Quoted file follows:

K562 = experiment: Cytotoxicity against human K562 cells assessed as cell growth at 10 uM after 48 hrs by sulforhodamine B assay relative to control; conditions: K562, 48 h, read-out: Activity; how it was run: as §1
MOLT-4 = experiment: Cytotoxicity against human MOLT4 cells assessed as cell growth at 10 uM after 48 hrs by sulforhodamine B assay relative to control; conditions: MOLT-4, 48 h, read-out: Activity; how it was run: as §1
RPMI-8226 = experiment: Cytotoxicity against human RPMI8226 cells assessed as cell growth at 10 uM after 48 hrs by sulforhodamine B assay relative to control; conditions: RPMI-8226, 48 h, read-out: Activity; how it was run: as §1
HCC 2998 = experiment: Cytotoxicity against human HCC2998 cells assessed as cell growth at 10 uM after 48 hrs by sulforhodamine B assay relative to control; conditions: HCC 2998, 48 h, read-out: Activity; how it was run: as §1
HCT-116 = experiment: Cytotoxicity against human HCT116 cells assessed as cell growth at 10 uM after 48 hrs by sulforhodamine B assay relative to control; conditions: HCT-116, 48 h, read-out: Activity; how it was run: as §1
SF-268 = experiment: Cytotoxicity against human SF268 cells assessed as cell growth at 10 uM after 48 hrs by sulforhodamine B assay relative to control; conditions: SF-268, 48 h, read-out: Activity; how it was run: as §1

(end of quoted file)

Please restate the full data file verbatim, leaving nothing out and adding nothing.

K562 = experiment: Cytotoxicity against human K562 cells assessed as cell growth at 10 uM after 48 hrs by sulforhodamine B assay relative to control; conditions: K562, 48 h, read-out: Activity; how it was run: as §1
MOLT-4 = experiment: Cytotoxicity against human MOLT4 cells assessed as cell growth at 10 uM after 48 hrs by sulforhodamine B assay relative to control; conditions: MOLT-4, 48 h, read-out: Activity; how it was run: as §1
RPMI-8226 = experiment: Cytotoxicity against human RPMI8226 cells assessed as cell growth at 10 uM after 48 hrs by sulforhodamine B assay relative to control; conditions: RPMI-8226, 48 h, read-out: Activity; how it was run: as §1
HCC 2998 = experiment: Cytotoxicity against human HCC2998 cells assessed as cell growth at 10 uM after 48 hrs by sulforhodamine B assay relative to control; conditions: HCC 2998, 48 h, read-out: Activity; how it was run: as §1
HCT-116 = experiment: Cytotoxicity against human HCT116 cells assessed as cell growth at 10 uM after 48 hrs by sulforhodamine B assay relative to control; conditions: HCT-116, 48 h, read-out: Activity; how it was run: as §1
SF-268 = experiment: Cytotoxicity against human SF268 cells assessed as cell growth at 10 uM after 48 hrs by sulforhodamine B assay relative to control; conditions: SF-268, 48 h, read-out: Activity; how it was run: as §1